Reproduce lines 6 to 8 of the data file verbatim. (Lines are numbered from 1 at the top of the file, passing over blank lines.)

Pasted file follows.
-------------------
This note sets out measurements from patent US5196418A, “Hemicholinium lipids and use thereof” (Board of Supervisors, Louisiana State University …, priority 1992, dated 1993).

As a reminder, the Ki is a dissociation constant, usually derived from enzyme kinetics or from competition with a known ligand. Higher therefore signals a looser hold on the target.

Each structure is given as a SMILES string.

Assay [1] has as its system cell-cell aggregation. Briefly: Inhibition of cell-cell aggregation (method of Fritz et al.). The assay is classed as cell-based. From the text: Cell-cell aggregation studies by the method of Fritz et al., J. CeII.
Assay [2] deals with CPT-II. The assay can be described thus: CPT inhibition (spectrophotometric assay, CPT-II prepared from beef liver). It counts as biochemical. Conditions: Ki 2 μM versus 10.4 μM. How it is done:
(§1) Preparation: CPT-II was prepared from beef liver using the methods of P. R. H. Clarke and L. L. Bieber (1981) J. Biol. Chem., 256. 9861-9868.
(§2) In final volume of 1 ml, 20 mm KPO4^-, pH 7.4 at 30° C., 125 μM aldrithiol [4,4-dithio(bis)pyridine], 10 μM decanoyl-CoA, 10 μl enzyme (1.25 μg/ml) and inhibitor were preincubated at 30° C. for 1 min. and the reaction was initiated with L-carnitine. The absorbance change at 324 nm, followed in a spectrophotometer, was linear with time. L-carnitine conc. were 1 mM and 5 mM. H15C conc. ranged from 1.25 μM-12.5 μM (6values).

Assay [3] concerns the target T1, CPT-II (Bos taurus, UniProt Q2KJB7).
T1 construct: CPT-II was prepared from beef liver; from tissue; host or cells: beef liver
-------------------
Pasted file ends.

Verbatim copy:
(§1) Preparation: CPT-II was prepared from beef liver using the methods of P. R. H. Clarke and L. L. Bieber (1981) J. Biol. Chem., 256. 9861-9868.
(§2) In final volume of 1 ml, 20 mm KPO4^-, pH 7.4 at 30° C., 125 μM aldrithiol [4,4-dithio(bis)pyridine], 10 μM decanoyl-CoA, 10 μl enzyme (1.25 μg/ml) and inhibitor were preincubated at 30° C. for 1 min. and the reaction was initiated with L-carnitine. The absorbance change at 324 nm, followed in a spectrophotometer, was linear with time. L-carnitine conc. were 1 mM and 5 mM. H15C conc. ranged from 1.25 μM-12.5 μM (6values).

Assay [3] concerns the target T1, CPT-II (Bos taurus, UniProt Q2KJB7).